Great strides have been made in recent years in advancing our understanding of diet-gene interactions and their influence on cancer development. In the burgeoning field of epigenetics, an increased understanding of the mechanisms that regulate gene expression has produced a paradigm shift in how we consider cancer etiology and the relevant molecular biomarkers for cancer prevention. In contrast to genetic alterations, epigenetic marks are potentially reversible, making them promising targets for both cancer prevention and therapy. Researchers have identified new and novel epigenetic mechanisms for many candidate dietary chemoprevention agents. However, control of gene expression often requires the cooperation, interaction, and interplay among multiple epigenetic mechanisms. For example, the relationship between DNA methylation and chromatin remodeling suggests significant cross-talk among distinct epigenetic pathways that control gene silencing/unsilencing. Indeed, the combination of pharmacological DNMT inhibitors and HDAC inhibitors has been explored as a potential antitumor therapy (166
). However, both HDAC and DNMT inhibitor drugs have potential hazards and side effects, including cardiotoxicity in some clinical scenarios (168
). Interestingly, several miRNA are known to be regulated by DNA methylation status in cells. In a recent study, up to one-third of dysregulated miRNA loci showed consistent patterns of DNA methylation and H3K9 acetylation (170
), highlighting the complex interplay among multiple epigenetic regulators. Dovetailing this work with mechanistic studies of dietary epigenetic modulators deserves greater attention. In particular, understanding the relevant doses, timing, and possibly synergy and/or antagonism of various epigenetic marks to coordinate biological effects is of utmost importance.
To complicate matters, there is also significant interplay between genetic and epigenetic targets. For example, the traditional dogma for chemoprotection by SFN considered reactive thiol groups in Keap1 as key targets, promoting Nrf2 dissociation, nuclear trafficking, and activation of ARE-driven gene expression. Recent studies, however, have found that Nrf2 itself is under epigenetic regulation. Yu et al. (171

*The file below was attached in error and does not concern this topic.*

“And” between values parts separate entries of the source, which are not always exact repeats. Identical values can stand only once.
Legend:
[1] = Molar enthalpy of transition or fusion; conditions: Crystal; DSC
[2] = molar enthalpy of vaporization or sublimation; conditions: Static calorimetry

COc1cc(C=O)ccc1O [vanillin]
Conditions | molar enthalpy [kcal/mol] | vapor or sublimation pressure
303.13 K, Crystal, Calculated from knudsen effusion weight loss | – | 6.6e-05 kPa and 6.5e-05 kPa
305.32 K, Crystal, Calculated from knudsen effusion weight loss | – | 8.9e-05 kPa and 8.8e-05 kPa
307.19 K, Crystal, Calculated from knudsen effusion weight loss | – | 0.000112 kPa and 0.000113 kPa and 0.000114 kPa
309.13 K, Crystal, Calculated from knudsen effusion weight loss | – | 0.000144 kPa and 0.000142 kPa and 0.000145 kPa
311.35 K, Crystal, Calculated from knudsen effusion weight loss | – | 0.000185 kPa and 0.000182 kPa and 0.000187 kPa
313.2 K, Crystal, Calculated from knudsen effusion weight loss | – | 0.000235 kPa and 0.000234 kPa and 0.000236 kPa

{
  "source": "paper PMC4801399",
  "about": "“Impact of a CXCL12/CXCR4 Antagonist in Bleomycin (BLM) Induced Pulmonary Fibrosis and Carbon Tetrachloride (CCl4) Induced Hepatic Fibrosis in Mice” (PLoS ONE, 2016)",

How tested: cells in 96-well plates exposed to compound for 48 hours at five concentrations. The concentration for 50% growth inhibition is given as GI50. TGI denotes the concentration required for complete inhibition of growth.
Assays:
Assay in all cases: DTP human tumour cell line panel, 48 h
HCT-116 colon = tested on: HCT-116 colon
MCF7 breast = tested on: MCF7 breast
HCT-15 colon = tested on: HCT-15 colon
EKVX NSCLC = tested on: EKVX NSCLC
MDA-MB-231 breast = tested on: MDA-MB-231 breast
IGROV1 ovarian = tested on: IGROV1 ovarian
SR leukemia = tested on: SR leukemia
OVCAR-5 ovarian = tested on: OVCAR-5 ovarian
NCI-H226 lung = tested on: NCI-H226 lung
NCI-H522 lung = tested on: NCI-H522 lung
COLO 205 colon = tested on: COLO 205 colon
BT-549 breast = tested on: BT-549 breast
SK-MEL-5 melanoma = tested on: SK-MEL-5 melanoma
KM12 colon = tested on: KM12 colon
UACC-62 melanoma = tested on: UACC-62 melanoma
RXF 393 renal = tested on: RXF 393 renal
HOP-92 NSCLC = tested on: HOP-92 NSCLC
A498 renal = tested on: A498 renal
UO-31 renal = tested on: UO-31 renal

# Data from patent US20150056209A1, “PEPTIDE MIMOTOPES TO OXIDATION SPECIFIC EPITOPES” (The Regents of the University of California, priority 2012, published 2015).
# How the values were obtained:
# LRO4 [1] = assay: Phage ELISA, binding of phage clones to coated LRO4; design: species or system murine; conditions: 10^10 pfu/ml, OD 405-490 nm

) demonstrated that Nrf2 expression was suppressed in prostate tumors derived from TRAMP mice. Moreover, silencing of Nrf2
was attributed to both promoter hypermethylation and histone modifications. Pharmacological DNMT inhibitors and/or HDAC inhibitors restored the expression and activity of Nrf2
). Thus, dietary agents such as SFN may coordinate Nrf2 activation at the epigenetic/chromatin level in addition to effects on Keap1. As we move forward, the lines between diet-genome and diet-epigenome interactions are becoming increasingly blurred. Individual susceptibility to disease and efficacy of specific nutrients and phytochemicals may be determined by a combination of both genetic and epigenetic control mechanisms. No doubt, these will be important issues in the future development of better optimized dietary chemoprevention strategies.
Understanding the precise actions of dietary bioactive nutrients in cancer prevention is a complicated and difficult task. Many such compounds exhibit pleiotropic effects, which can be viewed as either beneficial or deleterious. Advocates consider the benefit of targeting multiple players along the pathway to malignancy, whereas skeptics typically cite potential “off-target” concerns. For many nutrients, the relative priority of genetic compared to epigenetic mechanisms remains poorly defined. Importantly, additional research on dose, metabolism, timing, and tissue specificity is sorely needed. It is possible that doses that optimally target epigenetics may not target other known genetic targets and vice versa. Establishing dose responses, including possible toxicities, will be extremely important prior to making recommendations. Nonetheless, targeting the epigenome with modifiers of miRNA, DNA methylation, and histone marks provides an attractive avenue for future research, with considerable promise for cancer clinical trials. Identification of dietary epigenetic modulators and their clinical application, either alone or in combination, may enhance the efficacy of ongoing anticancer therapies/prevention strategies while reducing the unwanted side effects.